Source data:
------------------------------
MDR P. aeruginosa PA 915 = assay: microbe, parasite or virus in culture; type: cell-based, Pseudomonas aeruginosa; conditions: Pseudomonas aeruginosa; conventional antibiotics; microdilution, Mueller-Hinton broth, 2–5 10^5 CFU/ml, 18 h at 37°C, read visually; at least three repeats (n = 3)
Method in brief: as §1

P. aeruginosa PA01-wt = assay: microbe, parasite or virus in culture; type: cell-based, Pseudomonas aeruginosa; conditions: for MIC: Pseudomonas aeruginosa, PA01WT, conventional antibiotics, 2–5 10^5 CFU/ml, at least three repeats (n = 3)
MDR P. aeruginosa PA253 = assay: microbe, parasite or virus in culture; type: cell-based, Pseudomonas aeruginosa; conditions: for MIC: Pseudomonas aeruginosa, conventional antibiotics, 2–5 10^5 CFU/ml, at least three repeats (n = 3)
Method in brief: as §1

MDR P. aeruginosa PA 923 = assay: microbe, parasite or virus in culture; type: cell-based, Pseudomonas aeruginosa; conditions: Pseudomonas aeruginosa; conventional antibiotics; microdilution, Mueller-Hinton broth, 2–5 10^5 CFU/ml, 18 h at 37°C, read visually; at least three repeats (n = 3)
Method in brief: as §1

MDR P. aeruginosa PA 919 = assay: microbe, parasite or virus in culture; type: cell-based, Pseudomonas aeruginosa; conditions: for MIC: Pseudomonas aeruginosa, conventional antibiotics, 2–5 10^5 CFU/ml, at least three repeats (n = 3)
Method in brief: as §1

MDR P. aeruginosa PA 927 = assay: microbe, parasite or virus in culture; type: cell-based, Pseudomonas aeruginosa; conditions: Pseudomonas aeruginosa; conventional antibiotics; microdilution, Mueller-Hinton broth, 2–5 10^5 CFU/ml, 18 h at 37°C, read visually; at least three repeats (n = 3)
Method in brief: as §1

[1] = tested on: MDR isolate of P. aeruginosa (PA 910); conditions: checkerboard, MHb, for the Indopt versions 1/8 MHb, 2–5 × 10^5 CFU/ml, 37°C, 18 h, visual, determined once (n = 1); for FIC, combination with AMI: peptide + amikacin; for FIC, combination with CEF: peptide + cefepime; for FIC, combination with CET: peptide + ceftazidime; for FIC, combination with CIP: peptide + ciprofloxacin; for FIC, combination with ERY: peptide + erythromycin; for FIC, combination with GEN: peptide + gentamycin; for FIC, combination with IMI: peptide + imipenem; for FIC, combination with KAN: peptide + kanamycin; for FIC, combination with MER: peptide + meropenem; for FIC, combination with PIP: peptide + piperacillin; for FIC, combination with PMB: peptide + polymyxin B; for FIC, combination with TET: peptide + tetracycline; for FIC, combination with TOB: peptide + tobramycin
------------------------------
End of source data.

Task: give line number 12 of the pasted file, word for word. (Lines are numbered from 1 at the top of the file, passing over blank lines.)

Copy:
[1] = tested on: MDR isolate of P. aeruginosa (PA 910); conditions: checkerboard, MHb, for the Indopt versions 1/8 MHb, 2–5 × 10^5 CFU/ml, 37°C, 18 h, visual, determined once (n = 1); for FIC, combination with AMI: peptide + amikacin; for FIC, combination with CEF: peptide + cefepime; for FIC, combination with CET: peptide + ceftazidime; for FIC, combination with CIP: peptide + ciprofloxacin; for FIC, combination with ERY: peptide + erythromycin; for FIC, combination with GEN: peptide + gentamycin; for FIC, combination with IMI: peptide + imipenem; for FIC, combination with KAN: peptide + kanamycin; for FIC, combination with MER: peptide + meropenem; for FIC, combination with PIP: peptide + piperacillin; for FIC, combination with PMB: peptide + polymyxin B; for FIC, combination with TET: peptide + tetracycline; for FIC, combination with TOB: peptide + tobramycin